We saw a wealth of pictures that evening. I remember thinking that here was a photographer who might illustrate the ghost stories of Henry James, a photographer who got many of his best effects by introducing exactly the right touch of the unusual into an authentically banal American unsualness. So much of Gene’s work requires the deeper attention which shows you that in a quite handsome picture of lawns and trees there are bricks floating in the air (they have been tied to branches to make them grow level; you cannot see the wires).

Light as it falls from the sun onto our random world defines everything perceptible to the eye by constant accident, relentlessly changing. A splendid spot of light on a fence is gone in a matter of seconds. A tone of light is frailer in essence than a whiff of roses. I have watched Gene all of a day wandering around in the ruined Whitehall photographing as diligently as if he were a newsreel cameraman in a battle. The old house was as quiet and still as eternity itself; to Gene it was as ephemeral in its shift of light and shade as a fitful moth.

He developed his film only once a year; he didn’t want to be tyrannized by impatience; and I suspect that he didn’t like being cooped up in the darkroom. He was a lens grinder by profession, which meant he was short of free time. His evenings were apt to be taken up with teaching, lecturing, arranging shows, and he longed to read more and more. There were books in his automobile, by his equipment in his office. He had more hobbies than could be kept up with, especially those that involved his family; hiking, cooking, collecting the poetic trash that served as props for his pictures. One could usually find the Meatyards up to something rich and strange: making violet jam (or some other sufficiently unlikely flavor), model ships, fanciful book covers; listening to a superb collection of antique jazz, or to recordings which Gene seemed to dream up and then command the existence of, like the Andrews sisters singing Poe’s “Raven” (“Ulalume” on the flip side, both in close harmony). He had a recording of the wedding of Sister Rosetta Tharp. He has a loose-leaf notebook of thousands of grotesque and absurd names. He was a living encyclopedia of bizarre accidents and Kentucky locutions. One evening he turned up to tell with delight of hearing an old man say of the moving pictures these days that by God you can see the actors’ genitrotties.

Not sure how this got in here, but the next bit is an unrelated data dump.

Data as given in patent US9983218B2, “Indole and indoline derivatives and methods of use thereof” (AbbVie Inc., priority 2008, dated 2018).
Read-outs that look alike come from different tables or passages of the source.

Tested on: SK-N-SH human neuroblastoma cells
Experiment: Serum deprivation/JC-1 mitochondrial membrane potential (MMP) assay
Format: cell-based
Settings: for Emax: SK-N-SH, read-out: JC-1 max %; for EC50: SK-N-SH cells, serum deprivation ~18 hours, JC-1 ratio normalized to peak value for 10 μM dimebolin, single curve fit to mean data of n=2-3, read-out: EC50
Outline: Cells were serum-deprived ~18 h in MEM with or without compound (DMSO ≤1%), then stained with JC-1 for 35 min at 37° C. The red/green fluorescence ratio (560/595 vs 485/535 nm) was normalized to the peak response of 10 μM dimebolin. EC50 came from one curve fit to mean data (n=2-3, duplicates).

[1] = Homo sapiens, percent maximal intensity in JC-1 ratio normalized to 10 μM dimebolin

And there was nothing behind him, nothing at all that once could make out. He had invented himself, with his family’s full cooperation. One knew that he had been born in Normal, Illinois, because of the name. He had a brother, an artist, but it took forever to find this out. He had been to Williams. Williams! Surely this was an invention. Like hearing Harpo Marx had a degree from the Sorbonne. For whereas Gene seemed to read German, he pronounced French like Dr. Johnson – as if it were English. Greek nor Latin had he, though he once figured out with a modern Greek dictionary that a lyric of Sappho (which he had set out to read as his first excursion into the classics) had something to do with a truck crossing a bridge. Yet, by golly, he had been to Williams College. He was there with the Navy V-12 program. One even learned that he used to play golf. But he had no past. His own past had no interest whatever for him. Tomorrow morning was his great interest.





Continue reading here:

The Geography of the Imagination: Forty Essays


(All rights reserved. Text @ Guy Davenport, Images @ Meatyard Estate)